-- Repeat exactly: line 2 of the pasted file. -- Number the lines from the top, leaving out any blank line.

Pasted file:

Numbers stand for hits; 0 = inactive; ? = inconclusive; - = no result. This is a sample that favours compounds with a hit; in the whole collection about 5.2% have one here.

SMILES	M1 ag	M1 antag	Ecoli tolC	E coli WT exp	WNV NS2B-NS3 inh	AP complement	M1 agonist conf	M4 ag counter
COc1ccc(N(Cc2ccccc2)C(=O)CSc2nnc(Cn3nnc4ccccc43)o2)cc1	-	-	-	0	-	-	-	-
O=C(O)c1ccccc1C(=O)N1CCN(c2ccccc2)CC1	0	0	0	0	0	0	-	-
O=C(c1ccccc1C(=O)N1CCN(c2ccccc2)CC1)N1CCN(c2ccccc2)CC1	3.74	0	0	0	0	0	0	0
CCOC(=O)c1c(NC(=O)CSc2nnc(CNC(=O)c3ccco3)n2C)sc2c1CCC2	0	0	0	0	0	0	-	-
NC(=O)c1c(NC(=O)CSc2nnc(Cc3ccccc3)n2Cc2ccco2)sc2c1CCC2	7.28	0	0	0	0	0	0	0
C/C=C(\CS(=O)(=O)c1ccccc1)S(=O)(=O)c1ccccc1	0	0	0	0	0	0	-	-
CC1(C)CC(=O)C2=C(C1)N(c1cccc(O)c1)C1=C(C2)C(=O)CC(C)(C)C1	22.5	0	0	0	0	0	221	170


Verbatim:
SMILES	M1 ag	M1 antag	Ecoli tolC	E coli WT exp	WNV NS2B-NS3 inh	AP complement	M1 agonist conf	M4 ag counter